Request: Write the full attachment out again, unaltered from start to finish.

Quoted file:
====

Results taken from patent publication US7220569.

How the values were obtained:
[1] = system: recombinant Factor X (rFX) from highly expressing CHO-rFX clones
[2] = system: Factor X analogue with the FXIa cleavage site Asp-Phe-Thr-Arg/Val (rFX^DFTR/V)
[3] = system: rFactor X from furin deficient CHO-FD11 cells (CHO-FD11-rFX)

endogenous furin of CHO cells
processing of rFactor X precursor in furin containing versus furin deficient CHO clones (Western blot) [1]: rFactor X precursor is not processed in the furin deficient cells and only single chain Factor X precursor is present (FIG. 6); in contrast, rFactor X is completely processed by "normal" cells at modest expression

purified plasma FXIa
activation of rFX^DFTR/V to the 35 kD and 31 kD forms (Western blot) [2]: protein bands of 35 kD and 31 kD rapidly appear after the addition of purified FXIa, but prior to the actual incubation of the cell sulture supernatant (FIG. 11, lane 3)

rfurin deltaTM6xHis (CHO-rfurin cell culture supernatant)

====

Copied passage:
Results taken from patent publication US7220569.

How the values were obtained:
[1] = system: recombinant Factor X (rFX) from highly expressing CHO-rFX clones
[2] = system: Factor X analogue with the FXIa cleavage site Asp-Phe-Thr-Arg/Val (rFX^DFTR/V)
[3] = system: rFactor X from furin deficient CHO-FD11 cells (CHO-FD11-rFX)

endogenous furin of CHO cells
processing of rFactor X precursor in furin containing versus furin deficient CHO clones (Western blot) [1]: rFactor X precursor is not processed in the furin deficient cells and only single chain Factor X precursor is present (FIG. 6); in contrast, rFactor X is completely processed by "normal" cells at modest expression

purified plasma FXIa
activation of rFX^DFTR/V to the 35 kD and 31 kD forms (Western blot) [2]: protein bands of 35 kD and 31 kD rapidly appear after the addition of purified FXIa, but prior to the actual incubation of the cell sulture supernatant (FIG. 11, lane 3)

rfurin deltaTM6xHis (CHO-rfurin cell culture supernatant)